Pan-dem groups cut ties with July 1 organizer amid foreign claims
The city's largest teachers union - the Hong Kong Professional Teachers' Union with over 96,000 members - has joined the bandwagon of political parties distancing themselves from the Civil Human Rights Front. It cited the "recent political situation," adding it will no longer participate in the front's work and meetings in future.
At least five pro-democracy political groups have decided to stop participating in the front's work, including the Neighbourhood and Worker's Service Centre, Neo Democrats, Civic Party and Hong Kong Association for Democracy and People's Livelihood.
Earlier this month, Singaporean newspaper Lianhe Zaobao reported that the front could be banned in Hong Kong for violating the national security law, which came into force on June 30.
It quoted sources as saying there have been claims that the front received funding from the United States National Endowment for Democracy to organize anti-fugitive bill protests. It said the SAR government is investigating whether the front accepted foreign funding - if such allegations are proved to be right, the group could be banned.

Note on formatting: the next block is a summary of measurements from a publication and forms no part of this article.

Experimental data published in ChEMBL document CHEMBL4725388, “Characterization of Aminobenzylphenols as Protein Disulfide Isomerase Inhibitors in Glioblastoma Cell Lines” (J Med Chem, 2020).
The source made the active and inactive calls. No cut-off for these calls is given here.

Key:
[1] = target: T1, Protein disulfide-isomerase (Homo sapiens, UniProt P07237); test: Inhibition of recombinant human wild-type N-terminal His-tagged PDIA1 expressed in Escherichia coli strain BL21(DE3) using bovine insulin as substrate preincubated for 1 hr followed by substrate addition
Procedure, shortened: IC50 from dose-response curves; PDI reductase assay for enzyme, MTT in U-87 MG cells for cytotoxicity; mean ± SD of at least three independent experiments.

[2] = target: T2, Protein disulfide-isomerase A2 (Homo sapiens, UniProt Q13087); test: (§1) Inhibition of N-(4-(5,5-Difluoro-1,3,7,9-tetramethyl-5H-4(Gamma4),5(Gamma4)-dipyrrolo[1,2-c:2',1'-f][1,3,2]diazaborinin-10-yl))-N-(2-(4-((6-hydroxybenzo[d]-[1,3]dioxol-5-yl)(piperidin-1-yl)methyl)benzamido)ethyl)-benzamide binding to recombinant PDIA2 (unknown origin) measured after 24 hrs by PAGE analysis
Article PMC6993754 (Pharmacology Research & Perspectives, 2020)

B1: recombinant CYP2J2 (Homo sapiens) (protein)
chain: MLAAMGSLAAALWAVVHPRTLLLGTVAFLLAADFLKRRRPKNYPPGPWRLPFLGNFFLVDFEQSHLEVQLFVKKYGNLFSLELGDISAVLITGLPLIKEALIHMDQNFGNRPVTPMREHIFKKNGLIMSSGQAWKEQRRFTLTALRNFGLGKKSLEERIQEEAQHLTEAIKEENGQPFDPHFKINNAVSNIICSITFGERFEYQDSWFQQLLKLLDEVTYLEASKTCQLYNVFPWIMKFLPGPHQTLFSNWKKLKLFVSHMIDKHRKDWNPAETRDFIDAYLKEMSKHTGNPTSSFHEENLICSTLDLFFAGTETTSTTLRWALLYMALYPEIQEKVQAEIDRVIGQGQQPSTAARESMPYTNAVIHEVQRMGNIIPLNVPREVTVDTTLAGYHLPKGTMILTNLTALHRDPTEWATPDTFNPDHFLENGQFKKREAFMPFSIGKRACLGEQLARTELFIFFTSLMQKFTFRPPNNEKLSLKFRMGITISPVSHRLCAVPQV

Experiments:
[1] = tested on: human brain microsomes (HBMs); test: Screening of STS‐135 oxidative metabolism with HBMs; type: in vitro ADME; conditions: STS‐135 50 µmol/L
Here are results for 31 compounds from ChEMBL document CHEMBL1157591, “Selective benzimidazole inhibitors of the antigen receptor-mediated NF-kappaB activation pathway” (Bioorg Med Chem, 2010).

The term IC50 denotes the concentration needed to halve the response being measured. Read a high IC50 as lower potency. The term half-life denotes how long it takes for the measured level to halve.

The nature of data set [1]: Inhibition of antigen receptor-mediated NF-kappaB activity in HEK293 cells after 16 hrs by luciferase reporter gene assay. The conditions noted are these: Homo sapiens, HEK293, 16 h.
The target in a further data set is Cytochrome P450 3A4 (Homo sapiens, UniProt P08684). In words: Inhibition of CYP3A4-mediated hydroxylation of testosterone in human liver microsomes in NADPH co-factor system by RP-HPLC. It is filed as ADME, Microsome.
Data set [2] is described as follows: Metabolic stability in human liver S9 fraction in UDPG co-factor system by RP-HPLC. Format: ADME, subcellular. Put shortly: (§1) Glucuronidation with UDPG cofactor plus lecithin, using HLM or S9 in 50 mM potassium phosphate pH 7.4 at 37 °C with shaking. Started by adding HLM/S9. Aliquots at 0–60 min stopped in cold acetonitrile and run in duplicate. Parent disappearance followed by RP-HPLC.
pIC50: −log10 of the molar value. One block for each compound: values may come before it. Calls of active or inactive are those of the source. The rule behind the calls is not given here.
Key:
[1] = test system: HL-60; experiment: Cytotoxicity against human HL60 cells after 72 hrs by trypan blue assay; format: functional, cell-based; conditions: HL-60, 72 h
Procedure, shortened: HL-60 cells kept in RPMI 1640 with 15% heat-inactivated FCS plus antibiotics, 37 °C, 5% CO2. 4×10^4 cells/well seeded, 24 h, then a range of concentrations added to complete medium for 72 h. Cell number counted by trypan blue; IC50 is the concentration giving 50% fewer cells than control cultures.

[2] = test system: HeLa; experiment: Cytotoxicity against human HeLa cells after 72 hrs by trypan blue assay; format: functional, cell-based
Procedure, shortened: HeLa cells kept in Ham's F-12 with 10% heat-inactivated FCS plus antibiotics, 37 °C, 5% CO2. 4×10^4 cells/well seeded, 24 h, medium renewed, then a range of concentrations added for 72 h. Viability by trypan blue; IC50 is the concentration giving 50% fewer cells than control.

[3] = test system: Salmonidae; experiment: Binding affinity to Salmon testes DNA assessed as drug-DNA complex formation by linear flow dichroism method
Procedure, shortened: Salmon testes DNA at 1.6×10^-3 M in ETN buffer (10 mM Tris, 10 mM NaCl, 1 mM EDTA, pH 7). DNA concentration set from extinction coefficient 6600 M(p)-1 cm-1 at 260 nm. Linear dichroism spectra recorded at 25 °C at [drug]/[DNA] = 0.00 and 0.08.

The convener of the front, Figo Chan Ho-wun, said he "respects and understands" political groups quitting the front, but said the group will not be disbanded.
"As long as there are groups staying, I, as the convener, will definitely stay with the front," he said.
Chan also denied the allegations reported by the newspaper, saying the front has always relied on donations from Hong Kong citizens and has never received any sort of funding from foreign governments or organizations, including the US agency named in the report.
He said the front was "dumbfounded" with regard to allegations over it having received American funding and violating the national security law.
Regarding reports saying the front could be disbanded by the government, Chan said: "Our take is that once this regime targets a person or condemns an organization, it always manages to find an excuse to do so."
He urged people to "recognize and acknowledge the facts" and to do their best during what he calls a "difficult time of incessant political suppression."
The front was founded in 2002 and affiliated with most pro-democracy groups in Hong Kong. It has organized a number of large-scale rallies and protests, including the July 1 marches.